Now that we know her dad is a bad guy, intent on controlling his children by any means, we can better trust Jean and her memories. Jean realizes, whether it’s true or not, that the voices she hears have been her parents’ all along, and her hallucinations about suffocating with a plastic bag are actual memories about her brother.

Levi is chief of the Algonquin on

Junior listens to the story of Mac’s death.
The context: Junior has been mourning Mac and the death of his values ever since he learned Mac may have been in business with Levi.

In fact, the only reason Junior agrees to go with Levi to Connecticut is to exact revenge, which he botches. Junior only manages to graze Levi with a knife, but it’s enough for Levi to send him to the woods to be guarded by his goons until he can figure out what to do with him.

What happened: Junior rescues Mac’s killer from a trunk, and they try to escape. Junior is forced to listen as the man confesses, rather matter-of-factly, about how he mistakenly killed Mac. As the man tells the story, you can see a weight settle on Junior’s shoulders, and it might be the saddest I’ve ever seen him.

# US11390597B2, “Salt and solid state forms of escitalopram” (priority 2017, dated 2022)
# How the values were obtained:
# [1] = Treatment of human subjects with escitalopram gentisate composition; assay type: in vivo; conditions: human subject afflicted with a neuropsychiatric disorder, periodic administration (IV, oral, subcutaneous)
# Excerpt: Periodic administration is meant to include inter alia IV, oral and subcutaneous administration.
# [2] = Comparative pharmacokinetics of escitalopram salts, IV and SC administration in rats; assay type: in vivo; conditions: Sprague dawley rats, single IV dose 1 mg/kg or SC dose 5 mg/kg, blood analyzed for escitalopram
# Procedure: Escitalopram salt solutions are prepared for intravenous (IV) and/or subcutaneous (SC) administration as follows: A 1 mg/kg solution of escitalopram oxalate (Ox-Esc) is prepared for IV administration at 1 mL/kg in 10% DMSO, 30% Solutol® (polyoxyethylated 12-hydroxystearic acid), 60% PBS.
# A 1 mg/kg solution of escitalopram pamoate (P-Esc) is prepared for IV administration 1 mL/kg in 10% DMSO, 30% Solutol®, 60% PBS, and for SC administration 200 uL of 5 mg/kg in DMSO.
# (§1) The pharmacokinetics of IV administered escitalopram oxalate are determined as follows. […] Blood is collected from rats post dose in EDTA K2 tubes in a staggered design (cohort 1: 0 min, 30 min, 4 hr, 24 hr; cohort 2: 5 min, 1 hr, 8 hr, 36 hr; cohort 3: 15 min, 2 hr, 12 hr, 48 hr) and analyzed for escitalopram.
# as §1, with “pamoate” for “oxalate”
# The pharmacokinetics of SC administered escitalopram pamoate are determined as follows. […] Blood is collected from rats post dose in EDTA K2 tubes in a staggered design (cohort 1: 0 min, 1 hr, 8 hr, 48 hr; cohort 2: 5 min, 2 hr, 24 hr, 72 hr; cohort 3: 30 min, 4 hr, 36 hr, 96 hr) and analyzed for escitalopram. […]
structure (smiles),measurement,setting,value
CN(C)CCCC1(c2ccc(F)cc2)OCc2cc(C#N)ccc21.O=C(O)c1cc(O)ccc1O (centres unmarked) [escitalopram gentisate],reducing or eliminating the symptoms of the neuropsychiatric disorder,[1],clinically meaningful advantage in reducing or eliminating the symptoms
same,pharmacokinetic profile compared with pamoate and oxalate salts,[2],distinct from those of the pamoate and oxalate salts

Why it’s important: This vindicates Mac from all the suspicion surrounding his ties to the casino and soothes Junior’s disappointment over Mac’s “betrayal” of the Lenape. Junior is now free to mourn Mac properly without the shadow of accusation hanging over his grief. It also clears his conscience about leaving that man to die in the woods.

This creates further complications for Marie, however. It’s clear now that Mac had no intention of building a casino on their mountain, and the harder she pushes for it, the further away she moves from Mac’s vision for the tribe.

Kopus saves the day on
Phillip throws Jean
The context: When Phillip realizes Junior is in real trouble, he asks Harold to go after him, but Harold is preoccupied with the Walpole water problem. When Rachel reaches out to Harold as well, he realizes that the situation needs his attention, so he heads to Connecticut to speak with Levi. As a result, he is arrested and spends the night in jail.

What happened: For all intents and purposes, this is probably THE most important scene of the hour. In a moment of desperation, Jean turns to Phillip for help when she can’t find Harold. His reaction is shocking and deeply sad.

Jean performs as Phillip’s conscience, shouting, “You care about people. You’re a good person. I know you.” She serves to remind him of his humanity; that he is not the animal that he pretends to be and that others treat him as.

But he rejects her, violently shutting her down emotionally and physically. Phillip’s reaction to Jean suggests that he is battling with himself.

Why it’s important: Phillip has been in an internal war with his own morality all season, and in that moment, Jean personifies the struggle. He pushes her away, saying terrible things to her, but she never relents. She refuses to believe him when he says he doesn’t care.